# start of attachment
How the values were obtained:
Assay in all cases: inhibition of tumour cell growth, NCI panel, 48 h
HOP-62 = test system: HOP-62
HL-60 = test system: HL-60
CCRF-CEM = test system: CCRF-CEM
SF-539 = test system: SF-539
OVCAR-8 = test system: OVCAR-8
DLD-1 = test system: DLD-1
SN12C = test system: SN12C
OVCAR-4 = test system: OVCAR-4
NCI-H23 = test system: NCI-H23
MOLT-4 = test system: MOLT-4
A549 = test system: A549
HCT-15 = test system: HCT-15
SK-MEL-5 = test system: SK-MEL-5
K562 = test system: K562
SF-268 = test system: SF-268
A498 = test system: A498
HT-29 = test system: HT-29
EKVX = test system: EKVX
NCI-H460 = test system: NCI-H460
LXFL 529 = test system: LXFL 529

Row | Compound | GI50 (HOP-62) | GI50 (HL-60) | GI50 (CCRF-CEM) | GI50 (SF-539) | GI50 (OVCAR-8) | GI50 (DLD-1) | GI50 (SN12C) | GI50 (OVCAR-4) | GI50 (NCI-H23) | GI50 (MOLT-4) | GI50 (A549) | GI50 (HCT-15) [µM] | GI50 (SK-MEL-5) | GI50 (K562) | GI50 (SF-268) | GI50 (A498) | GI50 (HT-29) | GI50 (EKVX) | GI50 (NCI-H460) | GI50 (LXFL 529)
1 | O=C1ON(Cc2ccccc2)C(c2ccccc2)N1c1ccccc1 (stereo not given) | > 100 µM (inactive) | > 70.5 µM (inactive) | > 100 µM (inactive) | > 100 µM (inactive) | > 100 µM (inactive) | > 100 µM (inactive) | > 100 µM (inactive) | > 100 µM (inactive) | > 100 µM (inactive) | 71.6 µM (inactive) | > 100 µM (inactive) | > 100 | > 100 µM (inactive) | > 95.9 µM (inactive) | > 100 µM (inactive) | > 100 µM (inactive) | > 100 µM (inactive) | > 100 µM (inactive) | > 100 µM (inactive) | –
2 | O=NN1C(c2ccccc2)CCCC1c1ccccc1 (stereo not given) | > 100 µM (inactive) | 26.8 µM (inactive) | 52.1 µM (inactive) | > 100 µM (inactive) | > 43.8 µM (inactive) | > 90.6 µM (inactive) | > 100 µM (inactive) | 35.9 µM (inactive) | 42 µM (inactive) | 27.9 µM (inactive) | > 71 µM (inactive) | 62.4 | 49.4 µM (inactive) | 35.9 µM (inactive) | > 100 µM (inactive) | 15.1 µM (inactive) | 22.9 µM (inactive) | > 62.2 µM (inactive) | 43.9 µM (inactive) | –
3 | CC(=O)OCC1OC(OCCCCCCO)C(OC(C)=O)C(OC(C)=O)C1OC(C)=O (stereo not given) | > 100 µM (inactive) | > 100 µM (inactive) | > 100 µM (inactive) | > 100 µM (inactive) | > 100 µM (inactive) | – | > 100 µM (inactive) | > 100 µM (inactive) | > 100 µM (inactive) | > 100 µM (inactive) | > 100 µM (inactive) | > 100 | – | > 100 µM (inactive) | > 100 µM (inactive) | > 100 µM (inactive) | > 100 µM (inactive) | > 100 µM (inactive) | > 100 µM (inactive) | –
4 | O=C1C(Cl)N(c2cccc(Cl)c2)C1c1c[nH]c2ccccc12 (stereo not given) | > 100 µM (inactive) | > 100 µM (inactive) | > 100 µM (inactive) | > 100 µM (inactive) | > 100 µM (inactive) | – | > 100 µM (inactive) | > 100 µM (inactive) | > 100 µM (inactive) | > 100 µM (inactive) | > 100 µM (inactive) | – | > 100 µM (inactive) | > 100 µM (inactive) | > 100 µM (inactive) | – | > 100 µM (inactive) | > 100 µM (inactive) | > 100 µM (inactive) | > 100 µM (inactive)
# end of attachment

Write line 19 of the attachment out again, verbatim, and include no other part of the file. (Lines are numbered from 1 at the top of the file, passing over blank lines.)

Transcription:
HT-29 = test system: HT-29